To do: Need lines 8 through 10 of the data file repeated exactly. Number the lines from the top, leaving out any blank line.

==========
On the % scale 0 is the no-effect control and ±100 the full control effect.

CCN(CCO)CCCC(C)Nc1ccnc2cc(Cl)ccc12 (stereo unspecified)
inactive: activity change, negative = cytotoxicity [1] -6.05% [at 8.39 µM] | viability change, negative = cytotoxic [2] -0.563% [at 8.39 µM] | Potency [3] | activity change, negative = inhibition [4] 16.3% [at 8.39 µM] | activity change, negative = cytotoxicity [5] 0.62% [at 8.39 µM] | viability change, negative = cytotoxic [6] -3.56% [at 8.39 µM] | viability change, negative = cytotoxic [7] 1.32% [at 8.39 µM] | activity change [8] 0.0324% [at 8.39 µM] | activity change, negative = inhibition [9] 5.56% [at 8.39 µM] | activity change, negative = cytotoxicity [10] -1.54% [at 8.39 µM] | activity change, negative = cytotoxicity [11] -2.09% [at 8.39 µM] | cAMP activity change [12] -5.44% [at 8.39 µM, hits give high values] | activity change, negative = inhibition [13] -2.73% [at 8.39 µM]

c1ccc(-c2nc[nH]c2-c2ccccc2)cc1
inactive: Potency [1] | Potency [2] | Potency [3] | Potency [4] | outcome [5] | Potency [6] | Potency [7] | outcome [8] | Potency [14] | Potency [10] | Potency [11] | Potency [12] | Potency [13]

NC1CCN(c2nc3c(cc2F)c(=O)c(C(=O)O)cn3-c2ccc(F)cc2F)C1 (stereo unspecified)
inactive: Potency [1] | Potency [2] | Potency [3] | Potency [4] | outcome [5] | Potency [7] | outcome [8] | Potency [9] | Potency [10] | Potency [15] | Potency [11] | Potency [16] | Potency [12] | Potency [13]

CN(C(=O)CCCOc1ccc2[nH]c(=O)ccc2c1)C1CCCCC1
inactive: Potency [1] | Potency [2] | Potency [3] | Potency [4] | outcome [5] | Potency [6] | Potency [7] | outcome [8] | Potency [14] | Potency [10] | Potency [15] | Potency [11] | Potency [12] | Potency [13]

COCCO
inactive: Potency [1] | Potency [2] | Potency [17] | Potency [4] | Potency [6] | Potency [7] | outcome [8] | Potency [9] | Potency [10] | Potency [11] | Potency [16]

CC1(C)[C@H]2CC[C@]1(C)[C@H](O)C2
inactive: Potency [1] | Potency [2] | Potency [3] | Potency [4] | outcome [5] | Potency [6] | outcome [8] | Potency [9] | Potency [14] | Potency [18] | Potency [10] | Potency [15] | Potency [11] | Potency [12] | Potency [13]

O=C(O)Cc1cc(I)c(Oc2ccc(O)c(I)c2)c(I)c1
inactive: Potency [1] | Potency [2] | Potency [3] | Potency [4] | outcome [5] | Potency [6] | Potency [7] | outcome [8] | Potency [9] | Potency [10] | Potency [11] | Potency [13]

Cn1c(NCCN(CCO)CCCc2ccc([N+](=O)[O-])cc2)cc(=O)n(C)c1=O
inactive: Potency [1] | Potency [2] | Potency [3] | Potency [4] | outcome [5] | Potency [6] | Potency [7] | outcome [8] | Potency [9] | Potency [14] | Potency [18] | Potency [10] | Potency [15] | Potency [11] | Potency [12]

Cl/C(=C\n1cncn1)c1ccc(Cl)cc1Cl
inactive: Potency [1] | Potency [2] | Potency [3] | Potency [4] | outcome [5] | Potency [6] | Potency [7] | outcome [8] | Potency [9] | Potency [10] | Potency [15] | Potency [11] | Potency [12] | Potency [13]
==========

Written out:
CN(C(=O)CCCOc1ccc2[nH]c(=O)ccc2c1)C1CCCCC1
inactive: Potency [1] | Potency [2] | Potency [3] | Potency [4] | outcome [5] | Potency [6] | Potency [7] | outcome [8] | Potency [14] | Potency [10] | Potency [15] | Potency [11] | Potency [12] | Potency [13]

COCCO